Outside of the Uncork'd events, I breakfasted on some wonderful grapefruit (and a great apple crepe) at Mon Ami Gabbi, every bit as good an experience as the server from Robuchon had told me about. When I went back to Bouchon for its great grapefruit I'd had there in Feb, I was told it wasn't on the menu so I had a bowl of berries instead. The crepes upstairs from Mon Ami, at Eiffel Tower were as good as Feb, as was the gnocchi and little pizzas called flambes at Fleur. I only had an appetizer, the gnocchi from Mix this trip- actually I ate a lot of gnocchi, and suspect that my diet is going to become a lot more gnocchi and crepe based in the future. The only full meal I consumed during my 5 days of this trip not part of Uncork'd was the swordfish wrapped lobster at Valentino. The restaurant had come highly recommended to me and though I had intellectually known what a VIP was, I had never had the actual experience before visiting Valentino. The waiter, Shawn and the manager Joe gave me the sort of service I would have expected if I were Barack Obama, not just a customer. When nothing on the cocktail list seemed to pair well with my entree, a glass of sangria was promptly created. Later, another waiter had remembered a new lemony grappa they had just gotten in and unlike the vile spirit I'd had in Italy, this grappa was exquisitely lemony. A serious discussion about what green vegies to have with my fish brought forth a wonderful plate of green and white asparagus spears covered with Parmesan. In my opinion, the foundation of Italian cuisine is tomato sauce. Great towering structures can be built upon that foundation. This lobster was one of the towers. A great meal, greatly enhanced by the service that came with a restaurant tour. As memorable meal as my Feb experiences.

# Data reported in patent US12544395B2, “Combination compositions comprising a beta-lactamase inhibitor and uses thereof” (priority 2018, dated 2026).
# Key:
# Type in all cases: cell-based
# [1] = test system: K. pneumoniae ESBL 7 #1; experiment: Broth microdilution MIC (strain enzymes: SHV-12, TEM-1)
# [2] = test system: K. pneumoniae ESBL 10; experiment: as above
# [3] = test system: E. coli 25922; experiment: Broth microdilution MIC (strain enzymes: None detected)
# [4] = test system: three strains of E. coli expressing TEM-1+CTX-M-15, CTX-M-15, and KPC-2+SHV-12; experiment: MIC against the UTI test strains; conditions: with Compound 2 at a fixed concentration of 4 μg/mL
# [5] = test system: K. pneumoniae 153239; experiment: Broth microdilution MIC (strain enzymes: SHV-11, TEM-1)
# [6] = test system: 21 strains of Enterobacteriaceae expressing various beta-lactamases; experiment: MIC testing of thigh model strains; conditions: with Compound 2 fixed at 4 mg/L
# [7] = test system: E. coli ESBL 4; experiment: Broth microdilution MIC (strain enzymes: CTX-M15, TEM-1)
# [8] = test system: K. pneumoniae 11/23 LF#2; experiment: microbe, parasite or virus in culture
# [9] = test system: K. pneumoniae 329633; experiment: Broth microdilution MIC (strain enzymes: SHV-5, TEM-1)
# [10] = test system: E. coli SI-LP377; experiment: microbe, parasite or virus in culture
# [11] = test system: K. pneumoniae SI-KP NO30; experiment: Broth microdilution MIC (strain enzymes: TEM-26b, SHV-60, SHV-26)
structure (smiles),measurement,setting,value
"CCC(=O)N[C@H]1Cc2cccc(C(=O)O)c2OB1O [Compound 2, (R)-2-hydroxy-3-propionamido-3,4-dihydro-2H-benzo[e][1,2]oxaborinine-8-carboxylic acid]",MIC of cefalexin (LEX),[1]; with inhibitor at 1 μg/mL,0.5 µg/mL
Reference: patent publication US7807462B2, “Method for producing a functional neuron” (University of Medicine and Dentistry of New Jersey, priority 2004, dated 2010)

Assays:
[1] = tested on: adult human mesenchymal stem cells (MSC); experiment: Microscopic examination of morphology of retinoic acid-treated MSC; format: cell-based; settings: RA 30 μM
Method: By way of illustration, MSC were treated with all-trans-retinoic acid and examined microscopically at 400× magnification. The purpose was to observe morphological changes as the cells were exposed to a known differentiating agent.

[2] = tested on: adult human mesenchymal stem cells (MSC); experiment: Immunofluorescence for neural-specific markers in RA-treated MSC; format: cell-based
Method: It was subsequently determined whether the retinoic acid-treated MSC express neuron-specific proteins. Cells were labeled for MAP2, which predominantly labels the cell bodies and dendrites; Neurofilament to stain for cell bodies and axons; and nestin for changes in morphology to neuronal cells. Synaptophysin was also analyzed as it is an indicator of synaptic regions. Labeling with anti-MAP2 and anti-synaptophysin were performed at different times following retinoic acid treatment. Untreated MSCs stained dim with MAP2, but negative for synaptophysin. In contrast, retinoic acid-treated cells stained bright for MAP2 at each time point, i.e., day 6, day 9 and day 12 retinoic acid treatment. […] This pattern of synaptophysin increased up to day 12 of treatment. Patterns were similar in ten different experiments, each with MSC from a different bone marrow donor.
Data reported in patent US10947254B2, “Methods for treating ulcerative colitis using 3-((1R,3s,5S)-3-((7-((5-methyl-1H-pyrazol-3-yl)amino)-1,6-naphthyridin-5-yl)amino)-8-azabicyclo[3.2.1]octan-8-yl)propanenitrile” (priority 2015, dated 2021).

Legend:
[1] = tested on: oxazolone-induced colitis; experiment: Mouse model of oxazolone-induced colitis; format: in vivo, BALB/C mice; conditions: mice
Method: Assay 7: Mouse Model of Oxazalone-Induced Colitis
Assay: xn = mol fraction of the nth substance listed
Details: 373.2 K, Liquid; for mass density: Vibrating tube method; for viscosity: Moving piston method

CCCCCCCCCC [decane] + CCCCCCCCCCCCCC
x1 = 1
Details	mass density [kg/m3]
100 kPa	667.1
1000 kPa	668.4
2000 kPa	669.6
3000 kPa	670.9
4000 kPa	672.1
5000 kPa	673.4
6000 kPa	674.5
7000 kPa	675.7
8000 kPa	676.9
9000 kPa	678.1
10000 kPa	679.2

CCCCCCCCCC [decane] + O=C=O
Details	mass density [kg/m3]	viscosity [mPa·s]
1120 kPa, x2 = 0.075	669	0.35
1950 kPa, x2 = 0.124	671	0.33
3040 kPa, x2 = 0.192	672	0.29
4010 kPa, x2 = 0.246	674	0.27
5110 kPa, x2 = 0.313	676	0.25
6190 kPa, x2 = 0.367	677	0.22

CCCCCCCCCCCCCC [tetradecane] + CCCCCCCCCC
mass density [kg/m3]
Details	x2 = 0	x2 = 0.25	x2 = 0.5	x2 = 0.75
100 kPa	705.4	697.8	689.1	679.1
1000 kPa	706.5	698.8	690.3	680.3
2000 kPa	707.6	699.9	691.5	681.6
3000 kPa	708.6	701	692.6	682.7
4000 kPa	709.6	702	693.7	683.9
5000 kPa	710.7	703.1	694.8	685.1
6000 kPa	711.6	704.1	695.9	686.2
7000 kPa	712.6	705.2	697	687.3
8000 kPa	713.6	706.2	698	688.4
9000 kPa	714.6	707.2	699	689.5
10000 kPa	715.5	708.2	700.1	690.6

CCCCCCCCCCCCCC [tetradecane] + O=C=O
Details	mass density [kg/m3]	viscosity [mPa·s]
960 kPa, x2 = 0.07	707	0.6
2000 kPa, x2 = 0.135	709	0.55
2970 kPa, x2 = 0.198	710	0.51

Some jumpy footage of Steve is here:

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Tuesday, May 17, 2011

May Vegas 5; Blue Man Chef

Oobear Keller rocked out at the end of the Grand Tasting for 2011. I can imagine what he did in his own place, Fleur, also a party destination on Saturday night. Fleur rocks with its great drinks. I tried their sangria, which is best I had in Vegas, as well as a pear cocktail that was delicious. The absinthe was a better picture than a drink; it's ok if you like liquid licorice. Keller also conquers with small meals; this time I had the fig flambe and on another occasion, the heirloom tomato flambe, a kind of rectangular pizza- best lunch items that I'm aware of in Vegas, it is always a treat to go to Fleur. The experience is even further expanded by the service of Mariso, as generous as Scrooge reborn; the friendliness of Faryal erupts into reality like the Bellagio fountains, and Jill, whom I met only briefly on my last (4 trips in 5 days) visit to Fleur, and who seems to have just stepped out of a Beatles song (All you need is, Love). Wish we had a place this good in Vancouver.